North Korea: New long-range missile can carry heavy nuke

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Amid condemnation in Seoul, Tokyo and Washington, a jubilant North Korean leader Kim Jong Un promised more nuclear and missile tests and warned his country's weapons could strike the USA mainland and Pacific holdings.

Moon, who predicated his campaign on engaging, not isolating Pyongyang, now must react to North Korean claims that the intermediate-range ballistic missile can carry a heavy nuclear warhead.

Why does this test matter?

The so-called Hwasong-12 was described by North Korean state media as a "medium to long range ballistic rocket".

"A 30 minute flight time would instead require a missile that was highly lofted", he said in an emailed statement, adding it may have been one of the new missiles displayed in North Korea's massive military parade on April 15.

South Korea's President Moon has said that, for the sake of peace, he is willing to visit Washington, Beijing, Tokyo and even North Korea if conditions allow.

The missile flew for half an hour and reached an unusually high altitude before landing in the Sea of Japan, the South Korean, Japanese and USA militaries said.

This range is considerably longer than the estimated range of the Musudan missile, which showed a range of about 3,000 km in a test past year. But Tong Zhao, an analyst with the Carnegie-Tsinghua Center for Global Policy, said Sunday's test may give Pyongyang "a regional nuclear deterrence" option, meaning it might no longer need to pursue a weapon to reach as far as the U.S. mainland.

On May 14 (May 13 EDT in the U.S.), the DPRK did a new - and successful - launch of a ballistic missile.

But Melissa Hanham, senior research associate at the James Martin Center for Nonproliferation Studies in California, said the test could just as easily be a stepping stone to a longer-range weapon.

"The members of the Security Council agreed that the Security Council would continue to closely monitor the situation and take further significant measures including sanctions, in line with the Council's previously expressed determination", the Security Council said.

Describing the missile launch as a "grave provocative act that damages the peace and security of the region and the global community", Inada relayed to her counterpart Japan's intention to beef up its cooperation with the new South Korean government under President Moon Jae In.

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What has North Korea been saying?

The Security Council has adopted six increasingly tougher sanctions resolutions against North Korea.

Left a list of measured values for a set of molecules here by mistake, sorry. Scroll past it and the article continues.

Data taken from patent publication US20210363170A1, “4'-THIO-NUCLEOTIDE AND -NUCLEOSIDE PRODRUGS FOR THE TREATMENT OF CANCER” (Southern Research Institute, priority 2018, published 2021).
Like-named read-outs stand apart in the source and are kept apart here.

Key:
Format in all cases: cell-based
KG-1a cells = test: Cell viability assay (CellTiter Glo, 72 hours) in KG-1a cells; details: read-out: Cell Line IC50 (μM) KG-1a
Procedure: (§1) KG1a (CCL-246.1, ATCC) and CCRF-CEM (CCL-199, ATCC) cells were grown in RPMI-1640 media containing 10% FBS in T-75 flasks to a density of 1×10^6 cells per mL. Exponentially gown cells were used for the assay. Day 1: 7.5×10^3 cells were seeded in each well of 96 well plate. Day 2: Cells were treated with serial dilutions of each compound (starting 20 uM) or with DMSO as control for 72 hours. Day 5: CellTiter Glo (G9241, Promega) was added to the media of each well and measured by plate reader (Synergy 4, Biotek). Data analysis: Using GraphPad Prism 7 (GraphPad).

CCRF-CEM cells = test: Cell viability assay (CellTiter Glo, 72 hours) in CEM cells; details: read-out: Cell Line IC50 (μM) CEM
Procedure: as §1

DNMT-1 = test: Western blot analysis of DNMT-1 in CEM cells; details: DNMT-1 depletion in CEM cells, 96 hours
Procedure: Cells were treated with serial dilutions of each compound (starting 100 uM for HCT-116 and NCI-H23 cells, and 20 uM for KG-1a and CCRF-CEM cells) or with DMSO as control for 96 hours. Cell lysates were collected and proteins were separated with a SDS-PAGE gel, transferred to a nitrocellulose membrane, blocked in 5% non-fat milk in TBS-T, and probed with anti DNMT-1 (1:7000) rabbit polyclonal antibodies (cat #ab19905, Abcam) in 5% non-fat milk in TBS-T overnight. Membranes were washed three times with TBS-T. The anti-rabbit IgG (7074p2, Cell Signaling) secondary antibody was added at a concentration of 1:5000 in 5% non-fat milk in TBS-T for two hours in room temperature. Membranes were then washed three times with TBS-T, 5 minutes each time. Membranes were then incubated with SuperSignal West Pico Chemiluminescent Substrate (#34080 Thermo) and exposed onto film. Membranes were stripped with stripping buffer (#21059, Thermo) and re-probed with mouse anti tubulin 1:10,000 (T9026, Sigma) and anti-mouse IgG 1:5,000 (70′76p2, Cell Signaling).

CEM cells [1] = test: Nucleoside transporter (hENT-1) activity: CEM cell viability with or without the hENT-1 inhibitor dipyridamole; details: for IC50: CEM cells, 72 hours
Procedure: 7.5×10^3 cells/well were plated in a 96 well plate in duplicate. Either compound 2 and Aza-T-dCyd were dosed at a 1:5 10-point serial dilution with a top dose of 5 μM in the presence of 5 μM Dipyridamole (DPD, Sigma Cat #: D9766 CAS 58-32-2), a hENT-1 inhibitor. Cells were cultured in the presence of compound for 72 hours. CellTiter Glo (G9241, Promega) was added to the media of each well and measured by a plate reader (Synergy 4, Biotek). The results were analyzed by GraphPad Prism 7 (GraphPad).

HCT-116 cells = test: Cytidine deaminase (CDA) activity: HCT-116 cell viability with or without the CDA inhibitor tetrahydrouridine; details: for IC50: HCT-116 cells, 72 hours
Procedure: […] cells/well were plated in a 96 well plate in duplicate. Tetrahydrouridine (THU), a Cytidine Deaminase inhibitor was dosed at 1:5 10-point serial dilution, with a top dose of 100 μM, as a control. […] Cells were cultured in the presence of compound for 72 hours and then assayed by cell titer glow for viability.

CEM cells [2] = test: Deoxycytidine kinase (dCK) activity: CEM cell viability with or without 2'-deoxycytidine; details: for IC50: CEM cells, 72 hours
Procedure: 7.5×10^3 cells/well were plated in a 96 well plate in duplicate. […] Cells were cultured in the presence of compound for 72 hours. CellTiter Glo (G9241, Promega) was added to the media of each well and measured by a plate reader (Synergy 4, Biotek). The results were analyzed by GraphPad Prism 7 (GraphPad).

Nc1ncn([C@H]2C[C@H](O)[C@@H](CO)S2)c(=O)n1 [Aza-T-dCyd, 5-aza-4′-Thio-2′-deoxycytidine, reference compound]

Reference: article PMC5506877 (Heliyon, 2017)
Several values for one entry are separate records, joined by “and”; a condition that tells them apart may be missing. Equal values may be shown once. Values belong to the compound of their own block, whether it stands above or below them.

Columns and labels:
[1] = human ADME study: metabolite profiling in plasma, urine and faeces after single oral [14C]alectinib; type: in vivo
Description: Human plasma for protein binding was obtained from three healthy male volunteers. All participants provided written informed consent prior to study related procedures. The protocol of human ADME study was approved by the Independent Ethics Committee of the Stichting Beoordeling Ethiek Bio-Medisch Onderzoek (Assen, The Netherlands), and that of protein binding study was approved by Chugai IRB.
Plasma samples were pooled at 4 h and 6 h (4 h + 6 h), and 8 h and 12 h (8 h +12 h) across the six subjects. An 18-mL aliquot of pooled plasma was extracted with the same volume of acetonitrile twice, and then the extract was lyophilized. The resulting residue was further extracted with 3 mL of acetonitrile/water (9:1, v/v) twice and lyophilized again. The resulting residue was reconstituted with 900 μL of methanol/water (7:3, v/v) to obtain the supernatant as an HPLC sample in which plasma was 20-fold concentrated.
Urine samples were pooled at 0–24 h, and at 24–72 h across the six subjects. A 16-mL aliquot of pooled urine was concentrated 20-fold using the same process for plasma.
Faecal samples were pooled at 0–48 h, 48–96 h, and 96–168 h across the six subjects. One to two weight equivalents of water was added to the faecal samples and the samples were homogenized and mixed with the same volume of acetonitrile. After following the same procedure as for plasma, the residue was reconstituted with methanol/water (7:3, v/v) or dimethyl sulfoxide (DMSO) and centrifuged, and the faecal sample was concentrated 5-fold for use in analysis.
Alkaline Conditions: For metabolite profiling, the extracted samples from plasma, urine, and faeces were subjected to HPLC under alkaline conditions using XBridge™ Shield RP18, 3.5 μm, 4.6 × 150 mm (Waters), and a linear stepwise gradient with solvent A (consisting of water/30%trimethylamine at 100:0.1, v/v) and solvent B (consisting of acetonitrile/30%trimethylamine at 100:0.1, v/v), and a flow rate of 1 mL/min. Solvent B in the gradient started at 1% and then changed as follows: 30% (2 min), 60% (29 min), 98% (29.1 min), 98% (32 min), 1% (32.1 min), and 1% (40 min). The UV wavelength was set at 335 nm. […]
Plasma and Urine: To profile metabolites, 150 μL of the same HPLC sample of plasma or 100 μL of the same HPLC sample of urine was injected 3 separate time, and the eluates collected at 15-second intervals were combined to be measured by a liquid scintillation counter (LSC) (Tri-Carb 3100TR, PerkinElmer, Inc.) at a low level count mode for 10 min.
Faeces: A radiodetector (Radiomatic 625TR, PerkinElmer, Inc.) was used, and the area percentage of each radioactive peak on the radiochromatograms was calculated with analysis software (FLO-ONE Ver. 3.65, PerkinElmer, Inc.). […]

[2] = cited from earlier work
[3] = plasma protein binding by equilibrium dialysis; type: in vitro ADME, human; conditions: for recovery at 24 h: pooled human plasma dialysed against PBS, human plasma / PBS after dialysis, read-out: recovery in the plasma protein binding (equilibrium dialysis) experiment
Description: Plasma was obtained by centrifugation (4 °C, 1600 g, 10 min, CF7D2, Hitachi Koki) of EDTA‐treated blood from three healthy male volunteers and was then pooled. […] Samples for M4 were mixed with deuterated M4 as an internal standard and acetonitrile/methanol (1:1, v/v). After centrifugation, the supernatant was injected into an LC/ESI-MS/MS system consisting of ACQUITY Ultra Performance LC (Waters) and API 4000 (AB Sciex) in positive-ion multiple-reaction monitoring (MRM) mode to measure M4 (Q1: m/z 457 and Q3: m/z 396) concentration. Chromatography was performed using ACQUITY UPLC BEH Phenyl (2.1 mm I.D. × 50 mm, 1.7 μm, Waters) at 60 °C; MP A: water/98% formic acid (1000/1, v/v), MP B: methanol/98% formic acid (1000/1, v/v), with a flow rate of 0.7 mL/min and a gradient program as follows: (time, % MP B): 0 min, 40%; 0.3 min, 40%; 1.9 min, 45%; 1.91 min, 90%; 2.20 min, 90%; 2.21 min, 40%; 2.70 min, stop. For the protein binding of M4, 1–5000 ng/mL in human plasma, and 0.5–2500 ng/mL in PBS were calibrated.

North Korea, which has a history of conducting provocations in a bid to boost its leverage, has agreed in the past to suspend its nuclear program in exchange for aid and diplomatic rewards.

There are doubts whether the North can miniaturise a nuclear weapon sufficiently to fit it onto a missile nose cone, and no proof it has mastered the re-entry technology needed to ensure it survives returning into Earth's atmosphere. North Korea on Monday, May 1.

Although the claims remain unverified, it is known that the secretive communist regime test fired a rocket, which traveled over seven hundred kilometres before crashing into the sea of Japan.

USA officials reported that the missile landed 60 miles from the Russian city of Vladivostok.

The White House issued an unusual statement that said Sunday's missile landed closer to Russian Federation than Japan.

It cited Kim as saying the North would never succumb to what it called the "highly ridiculous" United States strategy of "militarily browbeating only weak countries and nations which have no nukes". But he warned against "intimidating" Pyongyang.

The North has made no secret of its quest to develop a missile capable of delivering a nuclear warhead to the continental United States - something President Donald Trump has vowed "won't happen".

North Korea previously launched a ballistic missile from Kusong in February. The distance to Hawaii, headquarters for US military operations in the Pacific, is 7,400 km.

What will the USA do?

Following Sunday's test, the United States called for repercussions from the worldwide community.

Trump has advocated for a diplomatic solution to the uptick in North Korean aggravations, but he said last month that he would not rule out a major conflict with North Korea.

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